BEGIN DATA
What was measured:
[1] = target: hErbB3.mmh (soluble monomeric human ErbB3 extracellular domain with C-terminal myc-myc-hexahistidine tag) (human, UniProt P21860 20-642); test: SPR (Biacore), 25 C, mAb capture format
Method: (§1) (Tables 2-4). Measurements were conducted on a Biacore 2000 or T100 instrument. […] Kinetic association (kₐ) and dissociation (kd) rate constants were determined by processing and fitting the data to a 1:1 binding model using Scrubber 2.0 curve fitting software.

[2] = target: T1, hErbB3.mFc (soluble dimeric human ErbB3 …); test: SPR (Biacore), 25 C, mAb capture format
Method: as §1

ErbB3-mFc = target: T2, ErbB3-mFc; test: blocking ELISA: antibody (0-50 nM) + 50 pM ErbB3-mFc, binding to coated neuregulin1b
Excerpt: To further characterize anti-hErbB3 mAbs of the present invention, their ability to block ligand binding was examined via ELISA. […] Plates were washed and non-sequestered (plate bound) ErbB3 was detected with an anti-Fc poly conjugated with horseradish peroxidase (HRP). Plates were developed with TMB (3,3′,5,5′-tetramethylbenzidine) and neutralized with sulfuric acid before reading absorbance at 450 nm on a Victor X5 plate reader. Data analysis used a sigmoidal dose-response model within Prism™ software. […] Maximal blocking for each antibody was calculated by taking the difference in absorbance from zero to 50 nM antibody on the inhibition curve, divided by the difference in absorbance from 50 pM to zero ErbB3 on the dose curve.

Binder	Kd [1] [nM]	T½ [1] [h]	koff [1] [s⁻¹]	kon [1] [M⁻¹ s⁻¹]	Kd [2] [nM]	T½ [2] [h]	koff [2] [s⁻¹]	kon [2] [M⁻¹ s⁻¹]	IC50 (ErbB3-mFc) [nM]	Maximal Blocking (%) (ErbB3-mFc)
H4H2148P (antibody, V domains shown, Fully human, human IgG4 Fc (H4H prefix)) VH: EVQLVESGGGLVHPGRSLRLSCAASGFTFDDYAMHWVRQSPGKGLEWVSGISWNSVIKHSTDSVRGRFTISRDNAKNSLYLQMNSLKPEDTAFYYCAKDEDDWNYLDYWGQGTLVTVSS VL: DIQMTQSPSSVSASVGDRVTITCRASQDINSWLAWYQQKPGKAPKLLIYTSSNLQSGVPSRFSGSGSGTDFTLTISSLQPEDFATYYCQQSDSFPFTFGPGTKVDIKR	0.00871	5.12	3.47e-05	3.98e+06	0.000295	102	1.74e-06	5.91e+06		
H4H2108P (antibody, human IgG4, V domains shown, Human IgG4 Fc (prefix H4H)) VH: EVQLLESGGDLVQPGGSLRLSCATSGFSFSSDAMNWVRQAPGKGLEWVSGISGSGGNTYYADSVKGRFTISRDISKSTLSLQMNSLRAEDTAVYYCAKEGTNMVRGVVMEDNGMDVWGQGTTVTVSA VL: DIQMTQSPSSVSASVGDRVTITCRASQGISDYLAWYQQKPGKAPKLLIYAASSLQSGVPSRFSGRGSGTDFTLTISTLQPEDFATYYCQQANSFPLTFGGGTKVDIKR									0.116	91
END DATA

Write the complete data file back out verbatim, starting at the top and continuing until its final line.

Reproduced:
What was measured:
[1] = target: hErbB3.mmh (soluble monomeric human ErbB3 extracellular domain with C-terminal myc-myc-hexahistidine tag) (human, UniProt P21860 20-642); test: SPR (Biacore), 25 C, mAb capture format
Method: (§1) (Tables 2-4). Measurements were conducted on a Biacore 2000 or T100 instrument. […] Kinetic association (kₐ) and dissociation (kd) rate constants were determined by processing and fitting the data to a 1:1 binding model using Scrubber 2.0 curve fitting software.

[2] = target: T1, hErbB3.mFc (soluble dimeric human ErbB3 …); test: SPR (Biacore), 25 C, mAb capture format
Method: as §1

ErbB3-mFc = target: T2, ErbB3-mFc; test: blocking ELISA: antibody (0-50 nM) + 50 pM ErbB3-mFc, binding to coated neuregulin1b
Excerpt: To further characterize anti-hErbB3 mAbs of the present invention, their ability to block ligand binding was examined via ELISA. […] Plates were washed and non-sequestered (plate bound) ErbB3 was detected with an anti-Fc poly conjugated with horseradish peroxidase (HRP). Plates were developed with TMB (3,3′,5,5′-tetramethylbenzidine) and neutralized with sulfuric acid before reading absorbance at 450 nm on a Victor X5 plate reader. Data analysis used a sigmoidal dose-response model within Prism™ software. […] Maximal blocking for each antibody was calculated by taking the difference in absorbance from zero to 50 nM antibody on the inhibition curve, divided by the difference in absorbance from 50 pM to zero ErbB3 on the dose curve.

Binder	Kd [1] [nM]	T½ [1] [h]	koff [1] [s⁻¹]	kon [1] [M⁻¹ s⁻¹]	Kd [2] [nM]	T½ [2] [h]	koff [2] [s⁻¹]	kon [2] [M⁻¹ s⁻¹]	IC50 (ErbB3-mFc) [nM]	Maximal Blocking (%) (ErbB3-mFc)
H4H2148P (antibody, V domains shown, Fully human, human IgG4 Fc (H4H prefix)) VH: EVQLVESGGGLVHPGRSLRLSCAASGFTFDDYAMHWVRQSPGKGLEWVSGISWNSVIKHSTDSVRGRFTISRDNAKNSLYLQMNSLKPEDTAFYYCAKDEDDWNYLDYWGQGTLVTVSS VL: DIQMTQSPSSVSASVGDRVTITCRASQDINSWLAWYQQKPGKAPKLLIYTSSNLQSGVPSRFSGSGSGTDFTLTISSLQPEDFATYYCQQSDSFPFTFGPGTKVDIKR	0.00871	5.12	3.47e-05	3.98e+06	0.000295	102	1.74e-06	5.91e+06		
H4H2108P (antibody, human IgG4, V domains shown, Human IgG4 Fc (prefix H4H)) VH: EVQLLESGGDLVQPGGSLRLSCATSGFSFSSDAMNWVRQAPGKGLEWVSGISGSGGNTYYADSVKGRFTISRDISKSTLSLQMNSLRAEDTAVYYCAKEGTNMVRGVVMEDNGMDVWGQGTTVTVSA VL: DIQMTQSPSSVSASVGDRVTITCRASQGISDYLAWYQQKPGKAPKLLIYAASSLQSGVPSRFSGRGSGTDFTLTISTLQPEDFATYYCQQANSFPLTFGGGTKVDIKR									0.116	91